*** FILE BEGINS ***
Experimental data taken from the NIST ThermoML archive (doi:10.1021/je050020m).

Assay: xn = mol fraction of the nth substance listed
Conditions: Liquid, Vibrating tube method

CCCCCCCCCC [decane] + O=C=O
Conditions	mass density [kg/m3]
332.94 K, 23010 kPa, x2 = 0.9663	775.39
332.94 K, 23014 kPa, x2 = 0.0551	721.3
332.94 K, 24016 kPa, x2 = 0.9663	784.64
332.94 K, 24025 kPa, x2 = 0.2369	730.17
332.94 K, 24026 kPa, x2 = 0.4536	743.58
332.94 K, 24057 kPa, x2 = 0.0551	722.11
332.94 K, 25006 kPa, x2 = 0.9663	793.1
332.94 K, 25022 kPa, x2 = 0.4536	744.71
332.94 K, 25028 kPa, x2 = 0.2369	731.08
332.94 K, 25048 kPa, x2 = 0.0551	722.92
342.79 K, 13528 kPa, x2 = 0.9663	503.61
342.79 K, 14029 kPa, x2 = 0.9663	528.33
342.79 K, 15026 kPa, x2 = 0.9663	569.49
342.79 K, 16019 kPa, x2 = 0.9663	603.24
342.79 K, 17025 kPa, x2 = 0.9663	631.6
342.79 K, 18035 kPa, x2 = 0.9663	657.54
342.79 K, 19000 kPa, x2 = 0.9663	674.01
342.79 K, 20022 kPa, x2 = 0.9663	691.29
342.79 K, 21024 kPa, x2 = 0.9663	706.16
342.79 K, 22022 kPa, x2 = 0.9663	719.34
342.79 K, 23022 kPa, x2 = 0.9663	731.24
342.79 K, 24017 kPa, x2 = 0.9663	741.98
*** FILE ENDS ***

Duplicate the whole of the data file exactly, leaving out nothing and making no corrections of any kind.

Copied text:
Experimental data taken from the NIST ThermoML archive (doi:10.1021/je050020m).

Assay: xn = mol fraction of the nth substance listed
Conditions: Liquid, Vibrating tube method

CCCCCCCCCC [decane] + O=C=O
Conditions	mass density [kg/m3]
332.94 K, 23010 kPa, x2 = 0.9663	775.39
332.94 K, 23014 kPa, x2 = 0.0551	721.3
332.94 K, 24016 kPa, x2 = 0.9663	784.64
332.94 K, 24025 kPa, x2 = 0.2369	730.17
332.94 K, 24026 kPa, x2 = 0.4536	743.58
332.94 K, 24057 kPa, x2 = 0.0551	722.11
332.94 K, 25006 kPa, x2 = 0.9663	793.1
332.94 K, 25022 kPa, x2 = 0.4536	744.71
332.94 K, 25028 kPa, x2 = 0.2369	731.08
332.94 K, 25048 kPa, x2 = 0.0551	722.92
342.79 K, 13528 kPa, x2 = 0.9663	503.61
342.79 K, 14029 kPa, x2 = 0.9663	528.33
342.79 K, 15026 kPa, x2 = 0.9663	569.49
342.79 K, 16019 kPa, x2 = 0.9663	603.24
342.79 K, 17025 kPa, x2 = 0.9663	631.6
342.79 K, 18035 kPa, x2 = 0.9663	657.54
342.79 K, 19000 kPa, x2 = 0.9663	674.01
342.79 K, 20022 kPa, x2 = 0.9663	691.29
342.79 K, 21024 kPa, x2 = 0.9663	706.16
342.79 K, 22022 kPa, x2 = 0.9663	719.34
342.79 K, 23022 kPa, x2 = 0.9663	731.24
342.79 K, 24017 kPa, x2 = 0.9663	741.98